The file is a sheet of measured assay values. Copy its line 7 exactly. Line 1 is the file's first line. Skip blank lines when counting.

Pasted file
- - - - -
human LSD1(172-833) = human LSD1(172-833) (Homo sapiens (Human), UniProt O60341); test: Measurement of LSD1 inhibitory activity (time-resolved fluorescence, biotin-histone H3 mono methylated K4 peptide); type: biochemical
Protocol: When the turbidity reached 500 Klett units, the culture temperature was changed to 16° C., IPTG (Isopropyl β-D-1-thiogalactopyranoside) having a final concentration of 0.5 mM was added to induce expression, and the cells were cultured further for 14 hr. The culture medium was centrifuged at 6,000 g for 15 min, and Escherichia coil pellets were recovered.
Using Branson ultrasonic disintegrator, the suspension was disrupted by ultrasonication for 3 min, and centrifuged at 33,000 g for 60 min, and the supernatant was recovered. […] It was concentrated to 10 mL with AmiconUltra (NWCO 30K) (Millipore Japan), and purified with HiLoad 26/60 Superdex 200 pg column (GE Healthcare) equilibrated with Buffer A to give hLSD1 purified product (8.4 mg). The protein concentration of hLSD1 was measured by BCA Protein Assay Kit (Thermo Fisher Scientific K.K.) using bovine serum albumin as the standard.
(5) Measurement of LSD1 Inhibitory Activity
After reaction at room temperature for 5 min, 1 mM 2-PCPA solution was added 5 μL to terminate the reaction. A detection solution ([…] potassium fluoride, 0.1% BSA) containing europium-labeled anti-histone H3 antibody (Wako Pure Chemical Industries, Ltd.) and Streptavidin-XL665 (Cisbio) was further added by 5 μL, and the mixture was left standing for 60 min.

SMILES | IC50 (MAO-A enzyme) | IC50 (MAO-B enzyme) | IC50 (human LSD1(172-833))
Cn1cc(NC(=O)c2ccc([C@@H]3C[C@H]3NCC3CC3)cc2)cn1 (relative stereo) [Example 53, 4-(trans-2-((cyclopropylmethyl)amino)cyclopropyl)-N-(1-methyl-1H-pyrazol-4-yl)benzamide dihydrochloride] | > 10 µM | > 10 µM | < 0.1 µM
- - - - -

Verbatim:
Cn1cc(NC(=O)c2ccc([C@@H]3C[C@H]3NCC3CC3)cc2)cn1 (relative stereo) [Example 53, 4-(trans-2-((cyclopropylmethyl)amino)cyclopropyl)-N-(1-methyl-1H-pyrazol-4-yl)benzamide dihydrochloride] | > 10 µM | > 10 µM | < 0.1 µM